7. As already stated in the points above, when removing one of your PÜNCT-potentials or a basic piece or a GIPF-piece from the top of an opponent’s potential or GIPF-piece, you set free the potential of GIPF-piece underneath. By doing so, it can happen that you create a new row of four. As in regular GIPF, each row must be seen as “one entity.” So always deal with rows one by one, and apply the following rules very strictly:

  • When it is your turn, first check whether your opponent has created a row of your color. If so, you must remove it.
  • If, by doing so, you capture (remove) an opponent’s used PÜNCT-potential and, by setting free your PÜNCT-potential underneath it, create a new row, you must also remove that row. If you capture an opponent’s basic piece or GIPF-piece on top of one of your own GIPF-pieces and, by setting free your GIPF-piece underneath it, create a new row, you must remove that row.
  • If you have to remove one of your own used PÜNCT-potentials and, by setting free the opponent’s PÜNCT-potential underneath it, create a row for your opponent, that row remains on the board. If you remove a basic piece or a GIPF-piece on top of an opponent’s GIPF-piece and, by setting free the opponent’s GIPF-piece underneath it, create a row for your opponent, this row also remains on the board. (Because it is not your opponent’s turn yet!)
  • After having dealt with the rows of your color (if any), you must make a move. (You may use this move to break an opponent’s row you‘ve just created through the removal of one of your pieces!)
  • After your move, you must again remove the rows of your color (if any).
  • If you capture an opponent’s used PÜNCT-potential or an opponent’s single piece or GIPF-piece and, by setting free your PÜNCT-potential or GIPF-piece underneath it, you create a new row (of your color), you must remove that row, too.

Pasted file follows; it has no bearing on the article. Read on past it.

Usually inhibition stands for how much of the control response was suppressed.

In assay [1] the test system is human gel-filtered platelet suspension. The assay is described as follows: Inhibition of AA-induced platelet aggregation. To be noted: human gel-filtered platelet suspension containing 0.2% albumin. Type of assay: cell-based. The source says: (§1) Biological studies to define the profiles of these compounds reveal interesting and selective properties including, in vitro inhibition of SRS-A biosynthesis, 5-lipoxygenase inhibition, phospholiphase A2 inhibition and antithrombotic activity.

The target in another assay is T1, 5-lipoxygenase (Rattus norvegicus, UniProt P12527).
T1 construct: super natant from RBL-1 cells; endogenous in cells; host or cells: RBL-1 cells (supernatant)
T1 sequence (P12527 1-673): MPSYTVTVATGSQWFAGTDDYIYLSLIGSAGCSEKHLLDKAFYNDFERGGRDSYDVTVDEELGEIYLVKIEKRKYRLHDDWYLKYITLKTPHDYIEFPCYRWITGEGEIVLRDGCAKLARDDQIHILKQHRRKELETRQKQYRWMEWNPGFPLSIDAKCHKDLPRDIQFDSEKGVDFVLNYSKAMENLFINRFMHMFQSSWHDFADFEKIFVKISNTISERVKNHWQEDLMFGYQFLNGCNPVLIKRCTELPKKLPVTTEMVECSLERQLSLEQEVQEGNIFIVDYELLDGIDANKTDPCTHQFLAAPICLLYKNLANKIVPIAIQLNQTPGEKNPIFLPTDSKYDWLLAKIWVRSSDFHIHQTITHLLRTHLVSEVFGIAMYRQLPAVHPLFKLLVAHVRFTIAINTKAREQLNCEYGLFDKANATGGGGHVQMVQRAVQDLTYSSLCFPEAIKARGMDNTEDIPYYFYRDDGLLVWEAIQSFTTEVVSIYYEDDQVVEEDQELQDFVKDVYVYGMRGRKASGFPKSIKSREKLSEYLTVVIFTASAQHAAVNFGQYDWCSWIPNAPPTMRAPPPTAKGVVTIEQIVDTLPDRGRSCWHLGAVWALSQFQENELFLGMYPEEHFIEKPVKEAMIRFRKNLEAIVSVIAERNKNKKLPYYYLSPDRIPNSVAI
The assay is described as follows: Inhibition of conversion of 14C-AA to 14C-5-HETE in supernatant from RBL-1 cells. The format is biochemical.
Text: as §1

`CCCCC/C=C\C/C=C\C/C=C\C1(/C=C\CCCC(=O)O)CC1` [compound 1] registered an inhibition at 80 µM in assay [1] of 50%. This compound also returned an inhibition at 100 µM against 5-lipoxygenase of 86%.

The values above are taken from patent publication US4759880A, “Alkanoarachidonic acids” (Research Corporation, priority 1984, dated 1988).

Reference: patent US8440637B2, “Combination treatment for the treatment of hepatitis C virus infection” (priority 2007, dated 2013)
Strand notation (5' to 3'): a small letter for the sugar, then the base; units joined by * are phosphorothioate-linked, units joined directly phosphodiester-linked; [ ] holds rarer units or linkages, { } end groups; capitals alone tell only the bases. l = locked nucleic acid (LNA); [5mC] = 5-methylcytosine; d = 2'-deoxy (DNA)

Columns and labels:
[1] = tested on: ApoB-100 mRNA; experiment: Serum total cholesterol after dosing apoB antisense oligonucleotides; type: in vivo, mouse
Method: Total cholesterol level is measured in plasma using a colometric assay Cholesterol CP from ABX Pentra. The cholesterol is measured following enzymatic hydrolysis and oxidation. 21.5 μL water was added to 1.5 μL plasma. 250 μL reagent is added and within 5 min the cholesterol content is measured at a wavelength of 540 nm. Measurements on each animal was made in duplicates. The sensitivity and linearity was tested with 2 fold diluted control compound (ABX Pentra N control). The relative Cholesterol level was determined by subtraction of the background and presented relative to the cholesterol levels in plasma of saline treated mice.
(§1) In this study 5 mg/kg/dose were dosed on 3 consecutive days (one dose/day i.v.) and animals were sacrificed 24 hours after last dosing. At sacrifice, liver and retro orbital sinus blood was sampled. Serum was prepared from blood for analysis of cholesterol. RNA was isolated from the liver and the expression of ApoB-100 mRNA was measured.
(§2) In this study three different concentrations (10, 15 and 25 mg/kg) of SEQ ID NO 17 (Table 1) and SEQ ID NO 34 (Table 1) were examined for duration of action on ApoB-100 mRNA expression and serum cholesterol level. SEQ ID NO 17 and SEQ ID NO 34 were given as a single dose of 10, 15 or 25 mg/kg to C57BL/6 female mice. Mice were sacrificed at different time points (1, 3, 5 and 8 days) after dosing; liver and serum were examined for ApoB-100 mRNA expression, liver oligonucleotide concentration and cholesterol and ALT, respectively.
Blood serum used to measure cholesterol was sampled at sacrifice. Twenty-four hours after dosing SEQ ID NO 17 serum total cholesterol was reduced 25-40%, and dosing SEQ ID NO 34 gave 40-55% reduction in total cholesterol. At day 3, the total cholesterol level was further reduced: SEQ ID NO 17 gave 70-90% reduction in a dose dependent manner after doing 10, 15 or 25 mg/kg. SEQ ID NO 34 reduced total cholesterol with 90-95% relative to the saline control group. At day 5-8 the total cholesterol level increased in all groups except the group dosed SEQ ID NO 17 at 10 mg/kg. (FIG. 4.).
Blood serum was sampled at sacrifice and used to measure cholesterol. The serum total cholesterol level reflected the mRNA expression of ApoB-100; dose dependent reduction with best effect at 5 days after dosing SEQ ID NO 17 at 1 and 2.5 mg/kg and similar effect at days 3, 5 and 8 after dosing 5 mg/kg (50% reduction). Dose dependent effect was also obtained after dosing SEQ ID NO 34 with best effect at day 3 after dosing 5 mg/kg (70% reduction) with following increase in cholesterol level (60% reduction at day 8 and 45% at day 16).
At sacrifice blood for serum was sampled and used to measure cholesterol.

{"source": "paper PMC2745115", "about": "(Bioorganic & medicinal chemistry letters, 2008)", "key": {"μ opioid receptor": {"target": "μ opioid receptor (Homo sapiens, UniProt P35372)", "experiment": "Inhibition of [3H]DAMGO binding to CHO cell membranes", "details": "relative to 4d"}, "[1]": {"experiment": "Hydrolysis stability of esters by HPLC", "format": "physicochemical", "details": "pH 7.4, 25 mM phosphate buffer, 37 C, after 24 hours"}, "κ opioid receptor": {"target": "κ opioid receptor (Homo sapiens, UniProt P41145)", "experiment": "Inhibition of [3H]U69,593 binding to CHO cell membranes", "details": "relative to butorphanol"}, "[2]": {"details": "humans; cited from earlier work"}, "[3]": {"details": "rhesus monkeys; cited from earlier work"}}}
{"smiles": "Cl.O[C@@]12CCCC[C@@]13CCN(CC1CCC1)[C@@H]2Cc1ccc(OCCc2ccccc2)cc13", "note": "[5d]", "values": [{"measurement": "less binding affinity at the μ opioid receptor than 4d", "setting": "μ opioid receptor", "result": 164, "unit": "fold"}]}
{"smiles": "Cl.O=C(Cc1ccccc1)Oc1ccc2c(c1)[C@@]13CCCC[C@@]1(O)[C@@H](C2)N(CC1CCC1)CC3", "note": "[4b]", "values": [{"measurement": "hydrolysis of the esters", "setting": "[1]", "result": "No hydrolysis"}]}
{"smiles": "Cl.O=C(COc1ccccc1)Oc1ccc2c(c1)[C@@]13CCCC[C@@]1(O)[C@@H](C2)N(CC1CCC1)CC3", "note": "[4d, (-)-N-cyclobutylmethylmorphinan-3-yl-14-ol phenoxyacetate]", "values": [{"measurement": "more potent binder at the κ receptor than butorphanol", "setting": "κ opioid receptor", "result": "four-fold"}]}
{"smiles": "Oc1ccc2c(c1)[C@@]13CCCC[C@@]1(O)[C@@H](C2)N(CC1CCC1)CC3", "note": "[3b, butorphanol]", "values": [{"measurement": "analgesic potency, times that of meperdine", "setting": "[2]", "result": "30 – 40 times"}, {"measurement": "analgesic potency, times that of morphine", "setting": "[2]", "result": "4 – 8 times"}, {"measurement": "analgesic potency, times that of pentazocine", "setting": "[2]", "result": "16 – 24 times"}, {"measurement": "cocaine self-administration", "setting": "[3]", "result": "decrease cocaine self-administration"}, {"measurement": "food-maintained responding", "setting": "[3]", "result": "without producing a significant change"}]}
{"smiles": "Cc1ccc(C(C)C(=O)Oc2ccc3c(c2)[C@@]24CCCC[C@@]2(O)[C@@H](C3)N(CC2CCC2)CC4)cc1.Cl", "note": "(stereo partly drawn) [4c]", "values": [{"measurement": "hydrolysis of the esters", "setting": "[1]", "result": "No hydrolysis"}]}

• If you remove one of your own used PÜNCT-potentials or a basic piece or a GIPF-piece and, by setting free the opponent’s PÜNCT-potential or GIPF-piece underneath, you create a row for your opponent, he must remove that row as soon as it is his turn.
  • Now it is your opponent’s turn. He must apply exactly the same rules described above.

Reminder: a used potential (regardless its colour) may not be left on the board when it is part of a row that must be removed (cf. General use, point 9).

7. Some more special cases!

  • You can only jump with a PÜNCT-potential on an opponent’s GIPF-piece if you can put at least a single basic piece on top of the GIPF-piece. (See point 5.) If not, the potential’s special strength (thus its true “potential”) is not used, and that you must do to make a correct move with it.
  • If you jump with a PÜNCT-potential on top of your opponent’s last GIPF-piece, you win! (That is, as written above, if you have at least one piece in your reserve to put onto the GIPF-piece.) But if you jump with a PÜNCT-potential onto the opponent’s last GIPF-piece and you put a single basic piece on top of it, and, by doing so, you create a row of four (of your color) through which you have to remove the basic piece you’ve just put on top of your opponent’s last GIPF-piece, you have NOT won the game. Victory conditions are always checked at the end of a turn.
  • If you jump with a PÜNCT-potential on top of an opponent’s GIPF-piece and you put a single basic piece on top of it, your opponent may not jump with one of his PÜNCT-potentials onto this stack. The piece on top of the stack is a basic piece, and a PÜNCT-potential cannot jump on top of that. (See point 2 above.)